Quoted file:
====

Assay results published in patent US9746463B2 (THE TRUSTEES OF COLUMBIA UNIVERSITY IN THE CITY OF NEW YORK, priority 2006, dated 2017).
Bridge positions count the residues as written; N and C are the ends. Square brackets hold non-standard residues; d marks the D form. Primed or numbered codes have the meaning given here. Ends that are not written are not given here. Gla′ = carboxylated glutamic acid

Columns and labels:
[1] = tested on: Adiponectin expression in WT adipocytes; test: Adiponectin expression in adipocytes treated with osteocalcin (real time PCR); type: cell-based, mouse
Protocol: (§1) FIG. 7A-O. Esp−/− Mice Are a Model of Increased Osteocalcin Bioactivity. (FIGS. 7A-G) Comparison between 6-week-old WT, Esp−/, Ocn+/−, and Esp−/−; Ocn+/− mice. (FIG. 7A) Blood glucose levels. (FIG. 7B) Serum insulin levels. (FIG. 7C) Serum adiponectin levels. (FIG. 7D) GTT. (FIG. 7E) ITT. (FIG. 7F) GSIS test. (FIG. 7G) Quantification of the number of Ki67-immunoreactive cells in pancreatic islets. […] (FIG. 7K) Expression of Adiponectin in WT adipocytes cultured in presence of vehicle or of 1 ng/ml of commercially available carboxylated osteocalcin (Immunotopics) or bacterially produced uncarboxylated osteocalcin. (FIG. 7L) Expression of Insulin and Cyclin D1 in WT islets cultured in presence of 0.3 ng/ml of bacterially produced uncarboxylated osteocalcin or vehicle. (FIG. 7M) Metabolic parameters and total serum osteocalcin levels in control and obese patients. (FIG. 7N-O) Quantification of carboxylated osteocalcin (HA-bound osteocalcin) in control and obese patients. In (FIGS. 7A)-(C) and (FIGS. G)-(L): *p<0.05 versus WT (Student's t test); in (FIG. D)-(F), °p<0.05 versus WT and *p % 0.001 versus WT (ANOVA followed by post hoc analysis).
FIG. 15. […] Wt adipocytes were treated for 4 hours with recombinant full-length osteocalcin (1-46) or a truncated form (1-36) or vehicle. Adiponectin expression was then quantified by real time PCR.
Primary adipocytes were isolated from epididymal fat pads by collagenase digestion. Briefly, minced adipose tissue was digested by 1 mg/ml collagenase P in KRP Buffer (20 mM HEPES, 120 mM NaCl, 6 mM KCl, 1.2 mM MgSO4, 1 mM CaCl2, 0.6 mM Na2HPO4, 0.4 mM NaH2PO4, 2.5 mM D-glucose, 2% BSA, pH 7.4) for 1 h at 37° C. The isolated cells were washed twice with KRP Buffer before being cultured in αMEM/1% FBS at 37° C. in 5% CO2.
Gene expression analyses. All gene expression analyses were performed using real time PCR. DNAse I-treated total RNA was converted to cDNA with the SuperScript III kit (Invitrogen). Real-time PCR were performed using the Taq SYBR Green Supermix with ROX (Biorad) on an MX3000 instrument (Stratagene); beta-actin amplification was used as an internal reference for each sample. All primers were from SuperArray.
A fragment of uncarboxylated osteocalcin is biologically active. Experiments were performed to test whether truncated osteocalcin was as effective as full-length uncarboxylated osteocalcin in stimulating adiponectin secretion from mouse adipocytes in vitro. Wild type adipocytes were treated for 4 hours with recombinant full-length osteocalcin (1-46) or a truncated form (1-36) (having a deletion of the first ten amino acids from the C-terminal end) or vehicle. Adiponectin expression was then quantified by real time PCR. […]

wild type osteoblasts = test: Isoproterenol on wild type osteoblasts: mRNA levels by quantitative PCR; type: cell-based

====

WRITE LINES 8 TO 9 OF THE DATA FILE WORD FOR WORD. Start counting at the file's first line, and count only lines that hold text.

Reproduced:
Gene expression analyses. All gene expression analyses were performed using real time PCR. DNAse I-treated total RNA was converted to cDNA with the SuperScript III kit (Invitrogen). Real-time PCR were performed using the Taq SYBR Green Supermix with ROX (Biorad) on an MX3000 instrument (Stratagene); beta-actin amplification was used as an internal reference for each sample. All primers were from SuperArray.
A fragment of uncarboxylated osteocalcin is biologically active. Experiments were performed to test whether truncated osteocalcin was as effective as full-length uncarboxylated osteocalcin in stimulating adiponectin secretion from mouse adipocytes in vitro. Wild type adipocytes were treated for 4 hours with recombinant full-length osteocalcin (1-46) or a truncated form (1-36) (having a deletion of the first ten amino acids from the C-terminal end) or vehicle. Adiponectin expression was then quantified by real time PCR. […]